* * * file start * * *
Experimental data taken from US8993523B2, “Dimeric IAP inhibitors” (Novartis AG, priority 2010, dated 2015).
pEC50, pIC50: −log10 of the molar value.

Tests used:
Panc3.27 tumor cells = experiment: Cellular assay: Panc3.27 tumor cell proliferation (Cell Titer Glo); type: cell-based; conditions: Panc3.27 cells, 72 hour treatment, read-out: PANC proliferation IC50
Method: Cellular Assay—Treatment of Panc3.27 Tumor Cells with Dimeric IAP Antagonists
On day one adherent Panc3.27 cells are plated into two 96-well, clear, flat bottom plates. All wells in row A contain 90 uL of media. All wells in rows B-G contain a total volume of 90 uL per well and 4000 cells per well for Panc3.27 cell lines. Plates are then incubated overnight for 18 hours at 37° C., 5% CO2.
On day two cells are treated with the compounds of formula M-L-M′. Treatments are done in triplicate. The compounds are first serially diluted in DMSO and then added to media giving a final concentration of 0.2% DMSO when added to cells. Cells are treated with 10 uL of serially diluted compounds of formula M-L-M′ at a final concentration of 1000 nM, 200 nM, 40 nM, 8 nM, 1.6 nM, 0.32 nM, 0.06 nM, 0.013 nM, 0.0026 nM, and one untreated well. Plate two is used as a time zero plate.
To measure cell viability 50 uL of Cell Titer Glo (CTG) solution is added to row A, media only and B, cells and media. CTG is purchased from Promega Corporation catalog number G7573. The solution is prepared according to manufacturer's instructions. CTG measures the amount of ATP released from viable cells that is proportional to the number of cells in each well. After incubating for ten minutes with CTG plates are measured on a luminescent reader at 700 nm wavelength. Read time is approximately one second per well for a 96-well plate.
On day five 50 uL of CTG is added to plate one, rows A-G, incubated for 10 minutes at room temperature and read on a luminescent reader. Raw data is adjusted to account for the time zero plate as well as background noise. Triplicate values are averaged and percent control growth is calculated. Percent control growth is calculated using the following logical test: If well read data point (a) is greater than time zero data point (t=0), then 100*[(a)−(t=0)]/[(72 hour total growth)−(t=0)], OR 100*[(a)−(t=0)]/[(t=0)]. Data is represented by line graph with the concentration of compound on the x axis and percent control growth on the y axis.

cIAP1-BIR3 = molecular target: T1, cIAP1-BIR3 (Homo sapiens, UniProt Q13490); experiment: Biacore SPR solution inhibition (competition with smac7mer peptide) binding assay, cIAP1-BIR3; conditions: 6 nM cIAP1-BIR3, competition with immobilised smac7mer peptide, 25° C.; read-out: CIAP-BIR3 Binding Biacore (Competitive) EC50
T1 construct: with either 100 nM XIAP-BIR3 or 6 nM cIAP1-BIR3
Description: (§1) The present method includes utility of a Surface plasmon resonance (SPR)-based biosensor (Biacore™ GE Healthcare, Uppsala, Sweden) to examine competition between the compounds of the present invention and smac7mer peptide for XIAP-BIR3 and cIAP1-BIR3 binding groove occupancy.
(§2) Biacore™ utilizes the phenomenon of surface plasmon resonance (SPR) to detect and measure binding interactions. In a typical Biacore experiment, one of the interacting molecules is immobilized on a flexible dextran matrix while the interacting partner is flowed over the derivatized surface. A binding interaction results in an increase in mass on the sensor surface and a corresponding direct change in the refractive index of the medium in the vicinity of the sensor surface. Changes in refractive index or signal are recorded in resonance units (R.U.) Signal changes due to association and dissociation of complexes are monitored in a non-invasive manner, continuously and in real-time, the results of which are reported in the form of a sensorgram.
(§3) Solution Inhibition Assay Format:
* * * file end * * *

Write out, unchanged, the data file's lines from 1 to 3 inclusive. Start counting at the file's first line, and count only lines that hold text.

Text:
Experimental data taken from US8993523B2, “Dimeric IAP inhibitors” (Novartis AG, priority 2010, dated 2015).
pEC50, pIC50: −log10 of the molar value.

Tests used: